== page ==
16. 16. MC&FP eMagazine (January,2010) 1/20/2010 A Few Tips for Moving with a Family Now that the holiday season is behind us, the military begins gearing up for the moving season. About one third of the force will receive permanent change of station (PCS) orders during 2010. For those service members with families, this means coming home and announcing it is time to say good bye and look forward to a new adventure. Here are some tips on how to prepare for a move and how to acknowledge your family’s needs and feelings during this potentially stressful time. Take charge of your move: Being fully prepared for a move is the best way to reduce relocation stress. As soon as you have orders, get a notebook/palm pilot or other small planning device, call it your "moving book," and start planning. Assess your financial situation, determine what you'll need, make inventories, establish a timetable, get information on the new location, and set aside some time to deal with your feelings. You can accomplish all of these tasks using Plan My Move's online moving tools. Let everybody plan: Let children be involved in the planning process for the new home so they will feel less helpless about the move. Talk it out: Sit down as a family and discuss your feelings about the move. Allow and encourage everyone to express their honest feelings, good and bad. Give plenty of tender loving care (TLC): Stress can negatively affect the body and the mind and make you more vulnerable to illness. Families need to give themselves a little extra "tender loving care" at moving time by eating the right foods and getting enough sleep. Give yourself a break: Each family member will handle stress differently. Don't ignore signals of stress (depression, anger, fatigue), but don't dwell on them either. Just be aware, be patient, and be willing to look for help if it is needed. Say your good-byes: It's important to deal with good-byes and express feelings of sadness so you can move on emotionally as well as physically. Keep familiar patterns: As much as possible, try to stick to the old routine such as mealtimes and bedtimes. Familiarity provides security. Explore the new environment: Get up, get out, and get involved. The best medicine for loneliness is people and the best way to overcome the feeling of being uprooted is to put down roots in the new location. Spending time exploring your new location using MilitaryINSTALLATIONS will help. Accentuate the positive: Make a list of things you're looking forward to about the new location and a list of good memories from the old. Take time to have some fun. Laughter can heal a lot of hurt. Keep an eye on the kids: Since moving can be traumatic for kids, staying in touch with new teachers is very important. Help your kids find ways to meet new friends but don't push. Even though most kids do adjust, it's essential for parents to watch for possible danger signals such as a child spending too much time alone, loss of interest in favorite things, loss of energy or appetite, or other behavior pattern changes. Be optimistic but stay flexible: Things rarely turn out just the way we imagine. An open mind and a determination to make your move a positive experience is your best insurance that you'll adjust well wherever you go. Change can mean opportunity if you reach out and take hold of it. Don't go it alone: Moving isn't easy and although you'll probably manage it well, there may be a time when you'll need some special support and assistance. You can find that support through your family center relocation personnel, Military OneSource counselors, your minister or rabbi, your neighbors, or the social services in your community. Page 16 of 19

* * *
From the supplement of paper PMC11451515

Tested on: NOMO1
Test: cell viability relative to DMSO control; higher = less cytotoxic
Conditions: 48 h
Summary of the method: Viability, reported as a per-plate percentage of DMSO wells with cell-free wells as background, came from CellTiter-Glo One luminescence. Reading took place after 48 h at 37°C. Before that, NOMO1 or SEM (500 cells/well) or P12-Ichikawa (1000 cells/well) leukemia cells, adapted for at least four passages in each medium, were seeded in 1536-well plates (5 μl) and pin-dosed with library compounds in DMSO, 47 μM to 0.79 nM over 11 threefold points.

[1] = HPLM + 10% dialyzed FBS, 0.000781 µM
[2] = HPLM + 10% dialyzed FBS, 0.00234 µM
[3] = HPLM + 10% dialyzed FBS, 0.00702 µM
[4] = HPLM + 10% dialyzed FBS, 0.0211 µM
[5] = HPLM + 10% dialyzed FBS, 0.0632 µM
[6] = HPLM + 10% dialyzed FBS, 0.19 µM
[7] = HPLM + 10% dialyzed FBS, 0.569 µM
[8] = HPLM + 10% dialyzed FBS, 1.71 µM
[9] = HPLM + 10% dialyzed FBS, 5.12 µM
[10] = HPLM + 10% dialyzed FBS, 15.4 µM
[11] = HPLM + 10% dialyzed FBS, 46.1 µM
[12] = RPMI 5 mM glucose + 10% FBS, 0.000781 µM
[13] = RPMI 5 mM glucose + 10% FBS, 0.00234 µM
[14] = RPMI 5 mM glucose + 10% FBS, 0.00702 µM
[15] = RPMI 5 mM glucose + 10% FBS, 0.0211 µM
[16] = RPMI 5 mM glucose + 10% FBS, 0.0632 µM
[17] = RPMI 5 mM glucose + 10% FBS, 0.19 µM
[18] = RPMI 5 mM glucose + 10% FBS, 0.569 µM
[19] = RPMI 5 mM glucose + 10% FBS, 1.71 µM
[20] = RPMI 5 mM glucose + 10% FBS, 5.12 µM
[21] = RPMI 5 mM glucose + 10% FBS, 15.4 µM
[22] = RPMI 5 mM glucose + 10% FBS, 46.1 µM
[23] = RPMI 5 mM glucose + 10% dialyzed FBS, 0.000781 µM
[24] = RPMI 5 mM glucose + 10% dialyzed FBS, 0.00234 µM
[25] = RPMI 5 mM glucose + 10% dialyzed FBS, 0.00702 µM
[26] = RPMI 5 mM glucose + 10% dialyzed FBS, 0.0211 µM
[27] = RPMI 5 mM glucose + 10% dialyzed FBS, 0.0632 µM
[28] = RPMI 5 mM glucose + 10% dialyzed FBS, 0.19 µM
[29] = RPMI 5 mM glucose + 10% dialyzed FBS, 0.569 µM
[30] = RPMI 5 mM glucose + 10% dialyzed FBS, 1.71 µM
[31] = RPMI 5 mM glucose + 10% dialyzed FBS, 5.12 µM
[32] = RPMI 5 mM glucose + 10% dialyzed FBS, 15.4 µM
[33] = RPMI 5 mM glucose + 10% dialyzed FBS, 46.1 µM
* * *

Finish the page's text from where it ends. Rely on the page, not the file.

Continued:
17. 17. MC&FP eMagazine (January,2010) 1/20/2010 National Guard and Reserve Task Force Update By Eva Shinka On May 19-20, 2009, the Office of the Deputy Under Secretary of Defense (ODUSD) for Military Community and Family Policy (MC&FP) and Reserve Affairs (RA) sponsored a Guard and Reserve Task Force meeting to identify needs and make recommendations related to Guard and Reserve family programs and Yellow Ribbon Reintegration programs (YRRP). Task Force participants identified priority needs as well as recommended solutions. The following three initiatives are intended to aid in the development of consistent, high quality youth programs and services. The first initiative involves the development and distribution of Recreation Kits. MC&FP Morale, Welfare, and Recreation and Family Policy/Children and Youth Directorates collaborated with the National Guard, Reserve Family Program, and YRRP managers on an initiative that will provide all-age Recreation Kits to the National Guard State Family Program Directors (SFPDs)/Joint Family Support Assistance Programs (JFSAPs) in each state and territory, and as requested by Reserve points of contact. The kits will enhance recreation and social activities during deployment and family program events, including Operation Military Kids (OMK) activities. Six types of kits will be or have been sent to each state/territory in varying numbers based on National Guard and Reserve population, respective ages of children/youth, and geographic dispersion within the state/territory. The second initiative provides a deployment curriculum for use by volunteers. OMK teams and their partners support children and youth from all branches of Service during deployments. State OMK teams provide a cadre of volunteers to lead quality experiential learning experiences for youth that are keyed to life skill development. OMK has recently published a YRRP Curriculum for children and youth to be used during deployment events. The curriculum, developed by a group of military and civilian youth professionals, will enhance the life skills needed by youth to successfully navigate each stage of the deployment cycle. The OMK curriculum contains activities, designed for specific ages, to be used during four critical points in the deployment cycle: pre-deployment, during mobilization, and at thirty and sixty days after reintegration. The curriculum can be used by OMK volunteers, military Child and Youth professionals, and others. The third initiative provides added support through youth and resiliency programming. Project Y.E.S. college students will be used to support the needs of military families facing deployment. Specifically, Project Y.E.S. will expand the resources of the JFSAP and YRRPs and provide opportunities for students to give back to their communities and country with a year of service assisting youth during YRRP events. Project Y.E.S. (Youth Extension Service) will engage twenty collegiate 4-H members across the country for a year of voluntary service supporting military families. Collegiate youth trained on relevant curricula and activities will be deployed to different states and events to support Yellow Ribbon; OMK Ready, Set, Go!; and other training and events. These students will also be used to train collegiate 4-H groups to augment volunteer efforts in local communities. MC&FP will continue to work the After Actions from the Task Force meeting in order to provide increased support and quality programs to the National Guard and Reserve components and their families. Page 17 of 19